Cartilage within the knee joint
There are two main types of cartilage within the knee joint. The shock-absorbing cartilages or menisci are colloquially known as the knee cartilages. These very specialised gristle pads conform to the shape of the knuckles of the knee joint in the tibiofemoral compartments. They distribute pressure, enhance stability and help the knuckles rotate and slide or glide across each other. They are commonly damaged, particularly in middle age, and this damage is often referred to as torn cartilage or meniscal tear.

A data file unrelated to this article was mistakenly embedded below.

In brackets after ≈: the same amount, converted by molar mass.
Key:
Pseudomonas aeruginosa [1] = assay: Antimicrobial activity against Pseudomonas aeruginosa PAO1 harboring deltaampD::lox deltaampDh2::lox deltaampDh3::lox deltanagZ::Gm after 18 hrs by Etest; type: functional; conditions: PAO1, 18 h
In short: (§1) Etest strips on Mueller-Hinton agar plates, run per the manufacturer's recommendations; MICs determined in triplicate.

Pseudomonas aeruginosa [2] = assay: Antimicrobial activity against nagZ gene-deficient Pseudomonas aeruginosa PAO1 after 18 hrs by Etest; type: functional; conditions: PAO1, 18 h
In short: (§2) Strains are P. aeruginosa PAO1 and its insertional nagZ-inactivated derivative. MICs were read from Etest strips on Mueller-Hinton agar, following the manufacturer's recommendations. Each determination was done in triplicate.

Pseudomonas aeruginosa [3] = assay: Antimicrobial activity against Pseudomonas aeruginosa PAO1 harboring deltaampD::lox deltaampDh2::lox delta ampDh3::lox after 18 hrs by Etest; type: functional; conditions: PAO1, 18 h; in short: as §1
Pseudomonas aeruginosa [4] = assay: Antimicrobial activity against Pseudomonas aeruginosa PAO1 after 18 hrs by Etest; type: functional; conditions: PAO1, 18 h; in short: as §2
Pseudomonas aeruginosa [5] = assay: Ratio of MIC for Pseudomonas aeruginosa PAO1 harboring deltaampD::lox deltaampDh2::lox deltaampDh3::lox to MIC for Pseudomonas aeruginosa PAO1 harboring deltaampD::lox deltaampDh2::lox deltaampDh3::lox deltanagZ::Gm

Chondral cartilage covers the running surfaces of the knee joint and is also a very specialised material, providing lubrication, some shock-absorption, and distributing pressure evenly over the knuckles of the joint. It varies in thickness from between a few millimetres to almost a centimetre in depth, and unfortunately is easily damaged. It has limited healing potential and cumulative damage associated with loss of cartilage volume eventually leads to the development of osteoarthritis in old age.